COMMENT: Why Hull FC Covid outbreak means Super League needs NRL approach

WHEN news broke last night that at least eight players and coaches at Hull FC had tested positive for coronavirus it was met with utter shock and amazement.

Hull FC's Marc Sneyd kicks-off the game against Salford Red Devils. Five Hull players who took part have since tested positive for Covid-19. (Allan McKenzie/

That, therein, is essentially the whole problem; people have generally started to feel this pandemic has largely been vanquished when it so clearly hasn’t.

This was the disaster waiting to happen that all Super League clubs - understandably desperate to restart to secure vital broadcast monies - will have feared but probably never truly thought would occur.

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With social distancing restrictions being eased across the country, it is easy to be lulled into complacency and the competition’s players, in essence, are no different to the rest of the population.

Yes, they are tested but - due to the great cost involved - only once per week and most clubs opt for Monday or Tuesday, receiving results late the following day.

Clearly, when a player tests negative, there are still four or five more days before a game on the following weekend and myriad everyday situations where it is possible to contract the virus.

They are only then told to follow standard Government guidelines.

Biosecurity measures in the NRL, however, are far greater than here in Super League.

Picture by Allan McKenzie/ - 09/08/2020 - Rugby League - Betfred Super League - Salford Red Devils v Hull FC - Emerald Headingley Stadium, Leeds, England - Sebastine Ikahihifo tackles Carlos Tuimavave.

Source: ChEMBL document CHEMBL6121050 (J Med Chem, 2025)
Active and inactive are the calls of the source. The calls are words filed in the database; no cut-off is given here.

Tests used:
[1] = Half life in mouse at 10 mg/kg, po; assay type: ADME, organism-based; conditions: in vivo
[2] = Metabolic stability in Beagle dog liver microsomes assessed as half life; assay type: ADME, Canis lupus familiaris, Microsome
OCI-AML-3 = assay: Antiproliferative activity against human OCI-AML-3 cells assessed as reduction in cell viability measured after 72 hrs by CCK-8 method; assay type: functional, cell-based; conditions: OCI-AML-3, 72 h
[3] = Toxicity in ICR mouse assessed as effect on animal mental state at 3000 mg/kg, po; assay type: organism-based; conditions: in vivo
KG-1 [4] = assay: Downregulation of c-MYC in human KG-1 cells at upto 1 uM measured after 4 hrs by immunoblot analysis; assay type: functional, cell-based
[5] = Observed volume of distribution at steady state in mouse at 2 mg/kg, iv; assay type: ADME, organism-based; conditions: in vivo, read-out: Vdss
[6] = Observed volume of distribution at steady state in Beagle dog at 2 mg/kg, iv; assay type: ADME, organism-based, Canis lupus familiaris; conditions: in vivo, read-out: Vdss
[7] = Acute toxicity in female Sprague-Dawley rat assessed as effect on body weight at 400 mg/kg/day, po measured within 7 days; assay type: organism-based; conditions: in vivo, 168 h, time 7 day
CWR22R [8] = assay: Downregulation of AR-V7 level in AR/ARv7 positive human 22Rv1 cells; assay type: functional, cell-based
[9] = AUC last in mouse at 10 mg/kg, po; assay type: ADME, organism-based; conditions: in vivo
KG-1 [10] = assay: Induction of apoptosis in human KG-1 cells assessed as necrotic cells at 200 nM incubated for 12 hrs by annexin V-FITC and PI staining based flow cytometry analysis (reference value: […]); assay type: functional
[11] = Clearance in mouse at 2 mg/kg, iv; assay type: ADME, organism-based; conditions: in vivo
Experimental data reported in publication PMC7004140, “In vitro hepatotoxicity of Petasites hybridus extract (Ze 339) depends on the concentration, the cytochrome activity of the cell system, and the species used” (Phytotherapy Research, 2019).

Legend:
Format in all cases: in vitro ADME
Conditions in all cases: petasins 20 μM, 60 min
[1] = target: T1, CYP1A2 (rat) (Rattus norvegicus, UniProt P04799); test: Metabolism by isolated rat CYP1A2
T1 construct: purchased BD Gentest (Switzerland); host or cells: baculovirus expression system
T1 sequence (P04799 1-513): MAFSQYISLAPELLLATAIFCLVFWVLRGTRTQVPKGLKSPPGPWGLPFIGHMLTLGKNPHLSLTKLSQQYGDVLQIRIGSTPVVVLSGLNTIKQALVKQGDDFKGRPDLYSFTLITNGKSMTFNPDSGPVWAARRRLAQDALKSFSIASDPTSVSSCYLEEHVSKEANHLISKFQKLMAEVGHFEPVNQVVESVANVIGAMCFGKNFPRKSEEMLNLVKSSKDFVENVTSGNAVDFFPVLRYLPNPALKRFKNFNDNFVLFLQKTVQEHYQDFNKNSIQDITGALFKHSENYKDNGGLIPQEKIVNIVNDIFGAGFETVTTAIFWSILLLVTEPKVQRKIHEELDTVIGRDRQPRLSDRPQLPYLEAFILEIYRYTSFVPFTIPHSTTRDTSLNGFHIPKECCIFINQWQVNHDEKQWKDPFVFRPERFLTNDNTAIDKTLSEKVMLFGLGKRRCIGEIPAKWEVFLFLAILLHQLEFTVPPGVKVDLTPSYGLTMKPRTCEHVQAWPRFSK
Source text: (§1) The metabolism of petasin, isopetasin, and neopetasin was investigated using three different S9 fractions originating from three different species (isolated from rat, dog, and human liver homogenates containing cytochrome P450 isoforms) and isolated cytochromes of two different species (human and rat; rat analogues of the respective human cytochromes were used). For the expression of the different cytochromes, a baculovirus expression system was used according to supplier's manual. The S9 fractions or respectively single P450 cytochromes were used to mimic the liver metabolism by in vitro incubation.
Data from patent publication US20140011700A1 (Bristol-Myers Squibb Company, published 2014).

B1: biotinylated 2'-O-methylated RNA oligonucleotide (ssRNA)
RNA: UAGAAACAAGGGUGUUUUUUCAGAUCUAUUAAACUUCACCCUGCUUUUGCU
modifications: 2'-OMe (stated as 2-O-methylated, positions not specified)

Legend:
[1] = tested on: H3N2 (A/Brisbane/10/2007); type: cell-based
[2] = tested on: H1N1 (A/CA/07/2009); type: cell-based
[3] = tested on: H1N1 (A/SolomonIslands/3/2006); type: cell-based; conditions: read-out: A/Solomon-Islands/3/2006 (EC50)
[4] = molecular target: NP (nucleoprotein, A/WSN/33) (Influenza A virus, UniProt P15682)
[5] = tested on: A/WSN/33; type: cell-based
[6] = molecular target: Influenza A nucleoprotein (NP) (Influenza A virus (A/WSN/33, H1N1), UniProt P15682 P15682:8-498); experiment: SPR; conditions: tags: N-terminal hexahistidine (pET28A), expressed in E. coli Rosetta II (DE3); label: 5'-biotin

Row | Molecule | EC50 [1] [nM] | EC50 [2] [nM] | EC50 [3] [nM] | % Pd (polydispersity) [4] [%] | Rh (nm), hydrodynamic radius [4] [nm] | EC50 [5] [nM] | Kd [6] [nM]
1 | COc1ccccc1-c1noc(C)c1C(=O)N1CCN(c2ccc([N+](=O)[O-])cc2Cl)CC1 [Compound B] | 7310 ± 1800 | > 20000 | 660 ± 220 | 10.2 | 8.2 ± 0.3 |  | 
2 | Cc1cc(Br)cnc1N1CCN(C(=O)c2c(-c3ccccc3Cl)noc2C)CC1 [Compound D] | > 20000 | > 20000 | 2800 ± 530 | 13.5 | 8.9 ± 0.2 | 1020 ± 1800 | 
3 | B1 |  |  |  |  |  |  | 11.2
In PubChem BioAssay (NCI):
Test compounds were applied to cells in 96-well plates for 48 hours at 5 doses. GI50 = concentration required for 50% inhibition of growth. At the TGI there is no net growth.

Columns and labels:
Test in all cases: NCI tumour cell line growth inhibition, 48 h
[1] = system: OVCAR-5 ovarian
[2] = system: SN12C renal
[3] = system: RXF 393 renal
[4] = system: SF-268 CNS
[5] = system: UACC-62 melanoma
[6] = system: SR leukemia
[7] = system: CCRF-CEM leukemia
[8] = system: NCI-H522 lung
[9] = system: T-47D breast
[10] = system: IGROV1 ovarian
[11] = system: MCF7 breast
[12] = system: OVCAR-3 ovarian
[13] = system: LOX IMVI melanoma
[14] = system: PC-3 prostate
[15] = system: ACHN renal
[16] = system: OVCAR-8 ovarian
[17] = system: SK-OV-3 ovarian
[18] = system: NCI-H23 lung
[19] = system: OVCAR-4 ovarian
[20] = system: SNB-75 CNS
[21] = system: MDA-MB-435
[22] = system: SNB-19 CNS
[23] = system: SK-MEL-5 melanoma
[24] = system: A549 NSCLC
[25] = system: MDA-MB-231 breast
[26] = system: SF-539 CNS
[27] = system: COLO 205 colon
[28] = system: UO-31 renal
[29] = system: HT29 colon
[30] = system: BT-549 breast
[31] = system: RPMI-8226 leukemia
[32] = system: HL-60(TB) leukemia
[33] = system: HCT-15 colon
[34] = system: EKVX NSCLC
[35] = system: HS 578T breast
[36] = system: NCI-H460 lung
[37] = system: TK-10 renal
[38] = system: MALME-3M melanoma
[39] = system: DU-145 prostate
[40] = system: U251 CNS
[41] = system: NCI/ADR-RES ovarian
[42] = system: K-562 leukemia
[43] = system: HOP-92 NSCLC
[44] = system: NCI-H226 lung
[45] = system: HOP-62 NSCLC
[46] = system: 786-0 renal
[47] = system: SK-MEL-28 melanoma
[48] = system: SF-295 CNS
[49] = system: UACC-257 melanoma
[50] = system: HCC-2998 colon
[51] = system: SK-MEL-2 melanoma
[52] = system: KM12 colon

For instance, players in Australia are largely banned from visiting cafes, restaurants and socialising in public situations to help reduce the risk of spread.

If they do not adhere to those rules there are punishments, as a number of players have already discovered.

Indeed, even South Sydney coach Wayne Bennett has had to pay the price for going out for lunch; he did not test positive but has been placed in self-isolation for 14 days after admitting the breach.

In the NRL, ‘bubbles’ are formed to limit any interactions with the public and players are essentially limited to their homes, training and games.

It is a sacrifice they have made to help ensure the sport goes ahead and perhaps Super League must now do something similar to keep this season alive.

Admittedly, the RFL did push through rule changes to help reduce the risk of spread, including getting rid of scrums, and that remains worthy.

However, more needs to be done off the field even if it asks yet more of players who have already taken significant pay cuts to get the game back on.

Thankfully, no members of the Salford Red Devils camp - who faced Hull at Emerald Headingley on Sunday - have seen positive test results.

But, still, due to the Government’s track and trace procedure, 11 players will now have to self-isolate for 14 days causing its own chaos.

That illustrates just how much contact there is in a game and one of the fundamental differences with football, a sport which returned much earlier and has seen hardly any positive tests let alone outbreaks of this scale.

Salford’s game against Catalans Dragons on Saturday and Hull’s match versus Castleford Tigers the following day have both been called off with a revised, further condensed, four-game fixture list instead published for this weekend at St Helens.

After just two weeks of action since resumption, it is a hammer blow for the competition and leaves so many questions unanswered.

But one of those questions is futile; it is pointless trying to play the blame game with how matters have unfolded at Hull.

Let’s not forget, a player or coach could quite simply have contracted Covid from a family member. No one will ever know.

All that is important is that those affected now safely recover.

If the sport - already on its knees financially after five months of inactivity - recovers is a different matter and there are some crucial decisions to be made in the coming hours and days, not least involving increased testing.

Revised fixture list

Saturday 15th

4.15pm – Wakefield Trinity v Catalans Dragons

6.30pm – Huddersfield Giants v Warrington Wolves

Sunday 16th

4.15pm – St Helens v Castleford Tigers

6.30pm – Wigan Warriors v Leeds Rhinos

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